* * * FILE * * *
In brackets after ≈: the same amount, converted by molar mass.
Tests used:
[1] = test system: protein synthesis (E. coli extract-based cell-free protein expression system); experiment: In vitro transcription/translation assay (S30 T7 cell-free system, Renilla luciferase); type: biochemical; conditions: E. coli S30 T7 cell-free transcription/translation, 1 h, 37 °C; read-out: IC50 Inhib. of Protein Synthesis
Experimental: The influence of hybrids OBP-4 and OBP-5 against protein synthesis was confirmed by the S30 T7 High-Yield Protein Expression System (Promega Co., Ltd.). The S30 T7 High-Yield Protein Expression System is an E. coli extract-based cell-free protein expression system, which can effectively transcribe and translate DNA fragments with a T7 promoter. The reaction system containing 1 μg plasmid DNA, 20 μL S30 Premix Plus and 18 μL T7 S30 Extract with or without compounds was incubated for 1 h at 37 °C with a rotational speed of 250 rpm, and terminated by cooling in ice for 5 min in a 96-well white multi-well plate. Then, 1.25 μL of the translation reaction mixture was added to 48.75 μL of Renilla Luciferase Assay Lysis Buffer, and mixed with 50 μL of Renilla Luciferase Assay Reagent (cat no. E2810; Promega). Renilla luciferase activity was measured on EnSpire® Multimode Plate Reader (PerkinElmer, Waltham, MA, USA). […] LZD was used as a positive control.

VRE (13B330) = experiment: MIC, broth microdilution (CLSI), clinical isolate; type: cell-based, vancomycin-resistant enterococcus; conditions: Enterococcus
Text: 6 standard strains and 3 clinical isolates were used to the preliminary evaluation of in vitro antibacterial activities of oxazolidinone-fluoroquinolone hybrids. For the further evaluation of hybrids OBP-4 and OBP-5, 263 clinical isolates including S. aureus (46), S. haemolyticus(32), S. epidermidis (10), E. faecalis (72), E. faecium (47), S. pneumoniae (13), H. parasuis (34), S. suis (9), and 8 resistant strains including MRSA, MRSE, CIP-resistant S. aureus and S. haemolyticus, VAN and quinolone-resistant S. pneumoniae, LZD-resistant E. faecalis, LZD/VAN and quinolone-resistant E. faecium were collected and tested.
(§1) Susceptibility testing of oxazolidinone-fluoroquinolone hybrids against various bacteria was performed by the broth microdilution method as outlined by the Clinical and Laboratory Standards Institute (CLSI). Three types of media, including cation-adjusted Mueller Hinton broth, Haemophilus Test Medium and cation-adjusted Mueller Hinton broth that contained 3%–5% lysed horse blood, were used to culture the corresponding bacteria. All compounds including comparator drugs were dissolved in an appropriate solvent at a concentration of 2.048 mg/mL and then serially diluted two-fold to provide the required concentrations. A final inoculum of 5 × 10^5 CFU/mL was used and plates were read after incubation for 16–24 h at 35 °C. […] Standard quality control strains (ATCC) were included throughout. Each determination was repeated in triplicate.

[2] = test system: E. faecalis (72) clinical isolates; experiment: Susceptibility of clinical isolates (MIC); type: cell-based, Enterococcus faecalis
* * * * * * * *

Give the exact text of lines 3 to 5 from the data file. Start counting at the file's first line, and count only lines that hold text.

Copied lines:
[1] = test system: protein synthesis (E. coli extract-based cell-free protein expression system); experiment: In vitro transcription/translation assay (S30 T7 cell-free system, Renilla luciferase); type: biochemical; conditions: E. coli S30 T7 cell-free transcription/translation, 1 h, 37 °C; read-out: IC50 Inhib. of Protein Synthesis
Experimental: The influence of hybrids OBP-4 and OBP-5 against protein synthesis was confirmed by the S30 T7 High-Yield Protein Expression System (Promega Co., Ltd.). The S30 T7 High-Yield Protein Expression System is an E. coli extract-based cell-free protein expression system, which can effectively transcribe and translate DNA fragments with a T7 promoter. The reaction system containing 1 μg plasmid DNA, 20 μL S30 Premix Plus and 18 μL T7 S30 Extract with or without compounds was incubated for 1 h at 37 °C with a rotational speed of 250 rpm, and terminated by cooling in ice for 5 min in a 96-well white multi-well plate. Then, 1.25 μL of the translation reaction mixture was added to 48.75 μL of Renilla Luciferase Assay Lysis Buffer, and mixed with 50 μL of Renilla Luciferase Assay Reagent (cat no. E2810; Promega). Renilla luciferase activity was measured on EnSpire® Multimode Plate Reader (PerkinElmer, Waltham, MA, USA). […] LZD was used as a positive control.

VRE (13B330) = experiment: MIC, broth microdilution (CLSI), clinical isolate; type: cell-based, vancomycin-resistant enterococcus; conditions: Enterococcus